This Tuscan red comes from Montalcino, one of Italy's absolutely prime wine growing regions and is a 100% San Giovese, one of Italy's deservedly best known grapes, so I was expecting a lot of it. Sadly, it doesn't come up th the mark. The taste is overwhelmingly cherry, more like cherry soda, with, as if that weren't enough, an element of caramel thrown in. I don't mean to suggest that it's actually cloyingly sweet. It reminds me of a red dessert wine. If you like those, by all means get it, at $8,49 it's actually a bargain.
Monday, November 25, 2013
To be precise, the designation "Chianti Classico" has nothing to do with ageing, whether in the bottle or the barrel, nor grape variety, nor method of vinification: it's simply a designation of origin, encompassing the region of central Tuscany from just north of Florence to Siena in the south. This red fairly restrained in taste, has no excess of fruitiness. At $12.99 however, it's definitely overpriced.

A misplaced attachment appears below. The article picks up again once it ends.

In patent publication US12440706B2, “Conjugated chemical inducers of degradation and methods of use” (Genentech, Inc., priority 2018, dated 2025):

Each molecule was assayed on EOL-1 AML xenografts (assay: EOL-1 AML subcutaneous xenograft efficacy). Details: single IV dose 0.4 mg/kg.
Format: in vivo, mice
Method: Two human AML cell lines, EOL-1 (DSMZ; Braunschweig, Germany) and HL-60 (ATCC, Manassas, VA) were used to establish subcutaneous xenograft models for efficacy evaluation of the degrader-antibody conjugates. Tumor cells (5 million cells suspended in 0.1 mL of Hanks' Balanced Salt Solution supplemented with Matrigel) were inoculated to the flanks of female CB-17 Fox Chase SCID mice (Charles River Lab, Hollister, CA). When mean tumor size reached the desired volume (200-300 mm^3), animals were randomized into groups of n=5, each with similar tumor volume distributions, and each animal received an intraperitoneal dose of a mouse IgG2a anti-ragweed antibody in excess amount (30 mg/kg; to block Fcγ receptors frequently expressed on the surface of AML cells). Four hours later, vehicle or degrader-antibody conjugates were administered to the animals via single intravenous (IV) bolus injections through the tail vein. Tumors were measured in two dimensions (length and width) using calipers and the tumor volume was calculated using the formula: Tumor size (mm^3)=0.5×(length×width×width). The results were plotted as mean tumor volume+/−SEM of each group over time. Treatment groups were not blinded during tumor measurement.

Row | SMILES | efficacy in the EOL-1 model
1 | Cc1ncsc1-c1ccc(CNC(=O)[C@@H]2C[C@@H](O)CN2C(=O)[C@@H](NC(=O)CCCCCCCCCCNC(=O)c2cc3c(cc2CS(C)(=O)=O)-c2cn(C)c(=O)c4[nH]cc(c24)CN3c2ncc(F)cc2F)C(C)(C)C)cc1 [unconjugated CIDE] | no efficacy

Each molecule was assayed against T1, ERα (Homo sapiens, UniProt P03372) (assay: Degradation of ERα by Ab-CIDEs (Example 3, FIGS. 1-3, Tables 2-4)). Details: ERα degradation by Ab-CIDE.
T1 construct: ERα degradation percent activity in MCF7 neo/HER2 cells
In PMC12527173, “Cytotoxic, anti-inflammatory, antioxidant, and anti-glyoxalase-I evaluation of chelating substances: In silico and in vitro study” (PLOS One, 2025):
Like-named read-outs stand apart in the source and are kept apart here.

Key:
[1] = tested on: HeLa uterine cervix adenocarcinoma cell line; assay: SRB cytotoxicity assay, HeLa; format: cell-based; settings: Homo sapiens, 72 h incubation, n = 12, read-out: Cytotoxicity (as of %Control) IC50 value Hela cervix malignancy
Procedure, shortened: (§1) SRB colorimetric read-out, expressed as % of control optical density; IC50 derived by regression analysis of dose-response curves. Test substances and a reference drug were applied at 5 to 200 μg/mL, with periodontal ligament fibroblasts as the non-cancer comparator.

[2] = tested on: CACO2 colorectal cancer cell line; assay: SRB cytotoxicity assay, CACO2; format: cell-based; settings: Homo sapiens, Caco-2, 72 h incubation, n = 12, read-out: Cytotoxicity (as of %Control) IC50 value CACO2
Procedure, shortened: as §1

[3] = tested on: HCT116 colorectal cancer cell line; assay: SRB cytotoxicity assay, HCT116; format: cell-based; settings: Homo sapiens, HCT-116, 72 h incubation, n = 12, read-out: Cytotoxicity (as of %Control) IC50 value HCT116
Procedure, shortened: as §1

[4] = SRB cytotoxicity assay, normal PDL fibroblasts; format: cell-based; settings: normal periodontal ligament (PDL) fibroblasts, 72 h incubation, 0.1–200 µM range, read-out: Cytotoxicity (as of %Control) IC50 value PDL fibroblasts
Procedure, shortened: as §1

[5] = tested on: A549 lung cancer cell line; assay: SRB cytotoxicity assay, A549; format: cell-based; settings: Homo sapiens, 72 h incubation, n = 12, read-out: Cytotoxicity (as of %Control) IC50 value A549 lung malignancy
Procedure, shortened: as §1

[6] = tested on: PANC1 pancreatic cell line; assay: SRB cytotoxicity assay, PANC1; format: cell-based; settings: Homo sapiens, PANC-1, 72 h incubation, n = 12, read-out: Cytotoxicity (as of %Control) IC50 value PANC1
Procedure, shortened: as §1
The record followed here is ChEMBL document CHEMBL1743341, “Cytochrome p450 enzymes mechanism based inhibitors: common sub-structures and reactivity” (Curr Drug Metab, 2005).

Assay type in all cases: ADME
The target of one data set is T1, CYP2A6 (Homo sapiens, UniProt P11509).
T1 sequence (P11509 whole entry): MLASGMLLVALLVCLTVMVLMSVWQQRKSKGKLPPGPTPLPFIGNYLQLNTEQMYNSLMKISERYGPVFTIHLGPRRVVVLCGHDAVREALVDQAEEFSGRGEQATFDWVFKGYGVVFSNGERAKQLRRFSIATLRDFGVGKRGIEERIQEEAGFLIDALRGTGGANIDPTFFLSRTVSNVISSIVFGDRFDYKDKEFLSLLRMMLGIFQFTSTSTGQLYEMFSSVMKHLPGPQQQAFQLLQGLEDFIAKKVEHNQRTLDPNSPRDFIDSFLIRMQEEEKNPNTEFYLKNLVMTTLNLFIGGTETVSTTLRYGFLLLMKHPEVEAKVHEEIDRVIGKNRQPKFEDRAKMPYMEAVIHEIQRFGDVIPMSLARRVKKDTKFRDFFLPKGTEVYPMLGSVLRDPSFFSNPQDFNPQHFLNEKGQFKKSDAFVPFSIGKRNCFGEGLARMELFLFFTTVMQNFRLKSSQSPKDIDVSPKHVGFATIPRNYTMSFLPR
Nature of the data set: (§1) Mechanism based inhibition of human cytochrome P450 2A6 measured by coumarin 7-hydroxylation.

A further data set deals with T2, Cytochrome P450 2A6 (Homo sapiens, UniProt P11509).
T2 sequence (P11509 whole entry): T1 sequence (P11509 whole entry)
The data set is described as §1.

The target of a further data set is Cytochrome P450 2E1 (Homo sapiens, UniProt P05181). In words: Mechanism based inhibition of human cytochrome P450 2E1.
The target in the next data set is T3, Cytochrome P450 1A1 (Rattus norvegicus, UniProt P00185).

The word that comes to mind is "outrageous". I reviewed this bottle this summer and described it as o.k. but nothing special at $ 8.99. For whatever reason the bottle presently under review tasted quite differently, having a distinctly fruit forward, even unpleasantly sweet element. But the kicker is that the price has gone up by two dollars. Has the PLCB gotten the word that it will escape the axe and can thus safely return to its bad old ways?
Saturday, November 23, 2013
Friday, November 22, 2013
This Spanish white from Rueda is a full flavored, fruit forward wine, with a dominant citrus element, consisting of orange, tangerine, and lemon. It will stand up to complex, heavily sauced white meat dishes, such as veal and chicken. Somewhat overpriced at $12.99.